The Amazon threat leading brands to turn to the Direct to Consumer (D2C) model
With Amazon taking up an ever increasing share of product searches and online transactions, how can brands fight back?
Seemingly every day we see a new statistic about the steadily increasing volume of online transactions that Amazon is hoovering up; increased number of product searches starting on Amazon and ways in which they are effectively eating the brands’ lunch. In fact Amazon have just posted their highest quarterly profits ever.
Those product search numbers range from somewhere north of 55% for standard Amazon users rocketing up to 74% for Prime Customers. One of our US based clients actually felt the number was somewhere around 65% for the North American markets just for standard users.
Brands however are not sitting by and letting this go, especially the traditionally non-transactional CPG players, now looking at getting a stronger foothold in Direct to Consumer (D2C). Unilever has been making a strong play in this arena for some time with acquisitions including Australian T2Tea some 5 years back, followed by the punchy takeover of DollarShave Club for a cool $1bn in 2016. T2Tea now runs a successful refer a friend program through Mention Me in their home country as well as an ever-broadening footprint in the UK and New Zealand. So what can referral do to help combat Amazon's advance and assist in brands’ desire to get closer to consumers and understand the data around that consumer behaviour?
Referral does a number of things for brands – driving new customer acquisition being the primary purpose, with ancillary benefits around database building and generating brand loyalty. But these aren’t just any old customers we’re talking about – referred customers are proven to be more brand loyal through a higher lifetime value, typically around double that of customers from other marketing channels, with an initial AOV of +10-25%. In addition, referred customers have a higher propensity for repeat purchase and are also 3x more likely to become referrers themselves.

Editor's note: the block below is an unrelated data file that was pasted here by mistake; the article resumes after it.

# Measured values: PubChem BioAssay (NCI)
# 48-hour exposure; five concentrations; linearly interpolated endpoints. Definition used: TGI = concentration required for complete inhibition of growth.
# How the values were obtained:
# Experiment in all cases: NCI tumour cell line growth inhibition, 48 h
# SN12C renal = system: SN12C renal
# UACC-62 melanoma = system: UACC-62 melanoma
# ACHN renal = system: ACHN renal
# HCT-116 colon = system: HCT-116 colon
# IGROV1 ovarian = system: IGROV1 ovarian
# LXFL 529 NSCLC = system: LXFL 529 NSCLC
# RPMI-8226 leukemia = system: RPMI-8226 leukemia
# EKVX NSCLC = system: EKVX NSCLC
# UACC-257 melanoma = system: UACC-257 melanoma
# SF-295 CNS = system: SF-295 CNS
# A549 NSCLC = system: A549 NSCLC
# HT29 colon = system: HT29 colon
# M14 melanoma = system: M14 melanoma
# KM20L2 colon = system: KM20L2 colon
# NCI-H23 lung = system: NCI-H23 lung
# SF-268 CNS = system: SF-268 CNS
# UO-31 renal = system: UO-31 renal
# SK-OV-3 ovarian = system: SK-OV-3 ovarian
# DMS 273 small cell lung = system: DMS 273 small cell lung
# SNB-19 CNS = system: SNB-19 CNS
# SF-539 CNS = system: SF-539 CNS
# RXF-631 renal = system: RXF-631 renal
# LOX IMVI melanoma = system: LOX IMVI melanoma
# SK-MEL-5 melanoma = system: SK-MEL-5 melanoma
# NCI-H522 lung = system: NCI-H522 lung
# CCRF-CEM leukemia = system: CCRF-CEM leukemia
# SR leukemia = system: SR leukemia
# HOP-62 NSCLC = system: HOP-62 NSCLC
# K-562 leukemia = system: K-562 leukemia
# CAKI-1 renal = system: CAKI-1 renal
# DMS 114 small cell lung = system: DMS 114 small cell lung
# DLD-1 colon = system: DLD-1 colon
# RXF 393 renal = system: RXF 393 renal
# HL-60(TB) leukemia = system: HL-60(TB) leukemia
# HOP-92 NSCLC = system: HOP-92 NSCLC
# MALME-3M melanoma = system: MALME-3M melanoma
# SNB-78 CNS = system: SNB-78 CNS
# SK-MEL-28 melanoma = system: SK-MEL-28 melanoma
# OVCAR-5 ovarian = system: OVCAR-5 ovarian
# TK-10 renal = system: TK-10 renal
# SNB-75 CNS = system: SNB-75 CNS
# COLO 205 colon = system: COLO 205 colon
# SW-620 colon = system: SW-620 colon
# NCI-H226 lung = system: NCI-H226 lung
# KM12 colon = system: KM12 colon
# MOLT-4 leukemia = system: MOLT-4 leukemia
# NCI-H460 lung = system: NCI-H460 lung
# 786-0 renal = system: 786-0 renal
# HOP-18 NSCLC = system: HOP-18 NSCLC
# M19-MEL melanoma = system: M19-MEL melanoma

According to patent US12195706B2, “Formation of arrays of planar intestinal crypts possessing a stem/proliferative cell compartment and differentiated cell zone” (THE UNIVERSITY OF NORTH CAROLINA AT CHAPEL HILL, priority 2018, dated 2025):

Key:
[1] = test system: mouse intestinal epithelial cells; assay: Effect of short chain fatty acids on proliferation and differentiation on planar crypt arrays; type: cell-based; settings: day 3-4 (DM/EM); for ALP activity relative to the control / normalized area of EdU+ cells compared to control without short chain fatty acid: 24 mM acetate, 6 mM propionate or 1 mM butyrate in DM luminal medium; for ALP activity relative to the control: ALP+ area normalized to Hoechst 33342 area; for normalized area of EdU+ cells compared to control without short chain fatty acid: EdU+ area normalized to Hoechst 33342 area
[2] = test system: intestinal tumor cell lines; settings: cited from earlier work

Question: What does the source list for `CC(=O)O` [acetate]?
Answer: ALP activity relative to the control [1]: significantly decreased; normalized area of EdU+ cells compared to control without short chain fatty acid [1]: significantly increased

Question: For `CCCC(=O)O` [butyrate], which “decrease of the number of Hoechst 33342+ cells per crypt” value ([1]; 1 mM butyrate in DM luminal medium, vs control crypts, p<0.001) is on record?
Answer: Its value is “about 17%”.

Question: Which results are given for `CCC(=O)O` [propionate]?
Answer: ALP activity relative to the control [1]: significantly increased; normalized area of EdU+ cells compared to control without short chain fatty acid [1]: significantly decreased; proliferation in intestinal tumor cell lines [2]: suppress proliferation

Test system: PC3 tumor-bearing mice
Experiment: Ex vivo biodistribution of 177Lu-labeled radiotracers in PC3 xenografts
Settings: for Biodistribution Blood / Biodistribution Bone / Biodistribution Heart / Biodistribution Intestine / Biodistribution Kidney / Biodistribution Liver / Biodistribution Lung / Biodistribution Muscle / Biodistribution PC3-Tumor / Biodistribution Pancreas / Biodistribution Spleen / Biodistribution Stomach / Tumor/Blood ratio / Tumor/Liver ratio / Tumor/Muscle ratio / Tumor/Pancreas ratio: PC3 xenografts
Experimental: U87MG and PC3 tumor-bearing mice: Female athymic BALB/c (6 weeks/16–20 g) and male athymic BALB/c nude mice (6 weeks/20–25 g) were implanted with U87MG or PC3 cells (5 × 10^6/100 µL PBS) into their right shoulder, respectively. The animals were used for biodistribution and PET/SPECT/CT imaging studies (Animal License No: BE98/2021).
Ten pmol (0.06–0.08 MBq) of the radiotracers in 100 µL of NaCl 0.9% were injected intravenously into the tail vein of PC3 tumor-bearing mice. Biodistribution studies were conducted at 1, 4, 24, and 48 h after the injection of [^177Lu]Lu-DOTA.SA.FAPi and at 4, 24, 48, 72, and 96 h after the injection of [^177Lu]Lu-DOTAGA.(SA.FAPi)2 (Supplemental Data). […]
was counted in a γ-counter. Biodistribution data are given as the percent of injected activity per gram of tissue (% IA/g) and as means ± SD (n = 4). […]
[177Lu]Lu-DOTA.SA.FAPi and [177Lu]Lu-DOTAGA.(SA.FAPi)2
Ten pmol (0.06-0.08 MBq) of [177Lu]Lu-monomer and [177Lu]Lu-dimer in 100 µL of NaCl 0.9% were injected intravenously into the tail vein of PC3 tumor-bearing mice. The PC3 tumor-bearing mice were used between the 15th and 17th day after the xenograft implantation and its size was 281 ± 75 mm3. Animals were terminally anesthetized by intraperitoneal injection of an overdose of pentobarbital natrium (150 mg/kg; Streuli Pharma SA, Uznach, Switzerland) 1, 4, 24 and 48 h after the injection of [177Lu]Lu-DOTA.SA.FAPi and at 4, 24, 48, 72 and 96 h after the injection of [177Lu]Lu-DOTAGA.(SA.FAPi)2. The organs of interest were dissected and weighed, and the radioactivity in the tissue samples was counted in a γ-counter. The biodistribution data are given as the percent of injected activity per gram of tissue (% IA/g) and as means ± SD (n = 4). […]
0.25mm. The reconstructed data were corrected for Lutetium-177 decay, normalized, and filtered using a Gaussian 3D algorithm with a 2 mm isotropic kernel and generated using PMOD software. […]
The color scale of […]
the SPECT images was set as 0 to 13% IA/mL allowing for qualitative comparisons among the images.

So where else have we seen success for D2C? Another great example is Heineken’s The Sub – launched in late 2013 to capitalise on the growth of the home beer market, Heineken brought the Sub to market in conjunction with Krups and design expert Marc Newson. Now available in multiple international markets, Heineken came to Mention Me to help leverage their loyal and engaged customer base. Those customers simply love the product and service supported by the-sub.com, where users can shop and discover new brands from Heineken which are then delivered to them directly at home. What’s not to love?!
Nestle have also broadened their footprint away from their traditional food product mix, taking the D2C model with them into skincare with Nestle Skin and most notably the Proactiv brand. Proactiv is a prolific outdoor advertiser (you’ve probably seen them on the tube in London recently) and also benefits from Mention Me’s referral platform, sharing a powerful consumer and corporate message: ‘Proactiv is integral to our mission to change the way the world thinks about skin health. With Proactiv, individuals can prevent and care for acne though a home treatment programme that combines our expertise in skin health with digital marketing expertise.’ It’s interesting that this is not just a functional product but also one used to showcase Nestle’s digital marketing prowess and skill as they champion an attitude and consumer behavioural change.
This post was previously published on the Mention Me Referral Marketing Blog.